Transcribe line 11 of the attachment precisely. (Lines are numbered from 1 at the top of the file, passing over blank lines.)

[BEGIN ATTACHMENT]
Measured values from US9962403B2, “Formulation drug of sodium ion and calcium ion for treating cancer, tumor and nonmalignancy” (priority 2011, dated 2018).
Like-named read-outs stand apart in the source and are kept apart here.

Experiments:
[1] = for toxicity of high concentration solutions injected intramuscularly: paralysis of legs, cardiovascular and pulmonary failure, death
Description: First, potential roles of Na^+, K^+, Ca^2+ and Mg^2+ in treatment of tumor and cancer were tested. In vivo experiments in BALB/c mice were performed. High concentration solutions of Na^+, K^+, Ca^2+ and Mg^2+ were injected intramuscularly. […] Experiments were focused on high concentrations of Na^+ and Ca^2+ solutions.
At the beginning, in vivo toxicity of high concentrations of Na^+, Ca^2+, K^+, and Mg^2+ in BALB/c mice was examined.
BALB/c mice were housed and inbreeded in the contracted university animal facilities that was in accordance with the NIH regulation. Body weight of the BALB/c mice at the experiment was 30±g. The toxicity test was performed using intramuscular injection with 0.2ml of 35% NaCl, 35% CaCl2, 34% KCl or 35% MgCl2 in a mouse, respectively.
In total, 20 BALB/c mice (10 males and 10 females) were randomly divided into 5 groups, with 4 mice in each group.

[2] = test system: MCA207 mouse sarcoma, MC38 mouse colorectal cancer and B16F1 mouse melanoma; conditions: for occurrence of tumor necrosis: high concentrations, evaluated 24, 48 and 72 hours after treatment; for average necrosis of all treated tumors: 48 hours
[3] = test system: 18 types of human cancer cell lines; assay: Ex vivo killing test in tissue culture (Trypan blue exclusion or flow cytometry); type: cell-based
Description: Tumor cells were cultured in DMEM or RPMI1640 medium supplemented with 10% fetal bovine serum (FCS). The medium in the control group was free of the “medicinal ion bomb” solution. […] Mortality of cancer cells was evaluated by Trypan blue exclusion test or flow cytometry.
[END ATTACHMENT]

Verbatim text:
Description: Tumor cells were cultured in DMEM or RPMI1640 medium supplemented with 10% fetal bovine serum (FCS). The medium in the control group was free of the “medicinal ion bomb” solution. […] Mortality of cancer cells was evaluated by Trypan blue exclusion test or flow cytometry.